Q. Okay. So, it’s a — it’s — it’s an evaluation and testing to exclude a particular thing as the source of the problem?

A. That’s right.

Q. Okay. For example, if somebody has a biopsy and it comes back negative, they don’t have cancer; I mean, it’s a way of saying, okay, we have tested, and we found that there’s no cancer in this patient or in their liver or whatever it may be, right?

A. Yes.

Q. And for heart problems, the cardiac catheterization seems to be, I think you would agree the gold standard for the testing and evaluation of whether somebody has coronary artery disease, correct?

A. Yes.

Q. So that would be an example of a test that rules in or rules out cardiac — coronary artery disease in a patient, right?

A. Yes, it is.

Q. But in your practice, you certainly don’t order the cardiac catheterization as the first line of testing for a cardiac problem, do you?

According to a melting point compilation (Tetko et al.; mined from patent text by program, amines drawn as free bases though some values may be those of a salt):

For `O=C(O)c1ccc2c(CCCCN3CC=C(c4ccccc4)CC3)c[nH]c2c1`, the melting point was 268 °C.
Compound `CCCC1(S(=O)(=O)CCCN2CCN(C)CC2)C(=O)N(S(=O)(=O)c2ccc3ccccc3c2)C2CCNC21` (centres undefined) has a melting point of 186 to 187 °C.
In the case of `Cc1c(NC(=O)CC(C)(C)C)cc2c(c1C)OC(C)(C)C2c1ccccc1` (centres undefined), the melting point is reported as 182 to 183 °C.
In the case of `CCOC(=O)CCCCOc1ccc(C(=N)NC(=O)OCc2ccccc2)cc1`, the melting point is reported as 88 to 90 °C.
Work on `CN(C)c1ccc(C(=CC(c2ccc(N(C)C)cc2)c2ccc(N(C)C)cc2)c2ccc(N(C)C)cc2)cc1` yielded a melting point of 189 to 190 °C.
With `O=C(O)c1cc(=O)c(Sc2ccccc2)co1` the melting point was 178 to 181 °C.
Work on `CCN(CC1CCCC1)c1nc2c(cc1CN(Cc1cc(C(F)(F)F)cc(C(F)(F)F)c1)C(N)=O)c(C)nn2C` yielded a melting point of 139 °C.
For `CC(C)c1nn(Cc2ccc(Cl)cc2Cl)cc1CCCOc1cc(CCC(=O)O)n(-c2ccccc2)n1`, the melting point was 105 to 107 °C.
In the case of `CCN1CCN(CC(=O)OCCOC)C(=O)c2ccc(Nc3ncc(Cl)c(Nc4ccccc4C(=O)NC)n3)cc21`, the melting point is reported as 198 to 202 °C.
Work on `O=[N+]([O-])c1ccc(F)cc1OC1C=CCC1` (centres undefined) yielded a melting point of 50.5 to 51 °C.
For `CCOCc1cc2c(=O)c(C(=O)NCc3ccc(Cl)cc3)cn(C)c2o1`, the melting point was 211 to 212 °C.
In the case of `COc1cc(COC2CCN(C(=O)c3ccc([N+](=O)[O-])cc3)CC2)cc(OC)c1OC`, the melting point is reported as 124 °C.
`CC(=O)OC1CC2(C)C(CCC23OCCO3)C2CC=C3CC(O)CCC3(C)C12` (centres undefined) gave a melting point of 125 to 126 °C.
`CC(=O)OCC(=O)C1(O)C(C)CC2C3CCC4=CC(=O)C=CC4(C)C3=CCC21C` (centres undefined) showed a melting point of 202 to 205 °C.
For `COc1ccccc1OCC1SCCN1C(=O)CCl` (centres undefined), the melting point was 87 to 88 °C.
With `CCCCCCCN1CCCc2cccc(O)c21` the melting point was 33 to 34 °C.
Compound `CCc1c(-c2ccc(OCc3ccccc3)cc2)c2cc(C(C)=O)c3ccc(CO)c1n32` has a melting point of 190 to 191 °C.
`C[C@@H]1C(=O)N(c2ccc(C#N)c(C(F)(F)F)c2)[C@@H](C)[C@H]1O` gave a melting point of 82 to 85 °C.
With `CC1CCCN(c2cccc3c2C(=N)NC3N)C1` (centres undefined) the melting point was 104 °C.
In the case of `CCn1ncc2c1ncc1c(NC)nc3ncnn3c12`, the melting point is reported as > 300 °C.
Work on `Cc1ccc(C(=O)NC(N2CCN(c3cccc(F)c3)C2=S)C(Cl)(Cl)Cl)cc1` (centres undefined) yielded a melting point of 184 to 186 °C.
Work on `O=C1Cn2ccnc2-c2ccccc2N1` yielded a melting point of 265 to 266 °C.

A. No, I would not.

Q. The fact of the matter is the first thing you would do is get an EKG, right?

A. If it was indicated, according to the patient’s presentation, then, I would, yes.

Q. And then you would follow that or at the same time get blood studies done to evaluate whether or not there is any evidence of a cardiac enzyme elevation, right?

A. Yes.

Q. Now, are you capable of interpreting an EKG?

A. Yes, I am.

Q. And I’m sure that you have probably ordered thousands of EKGs in the emergency room in your career, right?

A. Yes.

Q. And an EKG is certainly a test that can help to rule in or rule out a potential cardiac problem, right?

A. Yes, it is.

Q. And if a patient has past damage to their heart, some damage in the form of a scar or necrotic tissue from some other event previously, an EKG can show that abnormality, right?

A. It can. It does not always.

Q. I understand. Depends pretty much on how significant that is, right?

A. Yes, that’s right.

Q. And whether it interrupts or affects the conductivity of the heart electrically on the EKG, right?

A. Yes.